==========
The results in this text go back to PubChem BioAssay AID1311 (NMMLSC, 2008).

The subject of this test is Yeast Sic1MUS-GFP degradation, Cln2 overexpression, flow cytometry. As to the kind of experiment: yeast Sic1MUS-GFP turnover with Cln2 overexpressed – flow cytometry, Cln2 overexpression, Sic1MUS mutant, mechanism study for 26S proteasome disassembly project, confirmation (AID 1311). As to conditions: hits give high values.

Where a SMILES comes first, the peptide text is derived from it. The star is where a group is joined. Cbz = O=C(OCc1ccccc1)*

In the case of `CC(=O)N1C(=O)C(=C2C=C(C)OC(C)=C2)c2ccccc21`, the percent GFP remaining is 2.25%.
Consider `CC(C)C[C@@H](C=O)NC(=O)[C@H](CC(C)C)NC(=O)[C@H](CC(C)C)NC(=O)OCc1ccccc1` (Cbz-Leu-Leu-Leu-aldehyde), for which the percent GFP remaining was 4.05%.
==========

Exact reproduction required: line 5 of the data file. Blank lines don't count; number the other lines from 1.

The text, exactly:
Consider `CC(C)C[C@@H](C=O)NC(=O)[C@H](CC(C)C)NC(=O)[C@H](CC(C)C)NC(=O)OCc1ccccc1` (Cbz-Leu-Leu-Leu-aldehyde), for which the percent GFP remaining was 4.05%.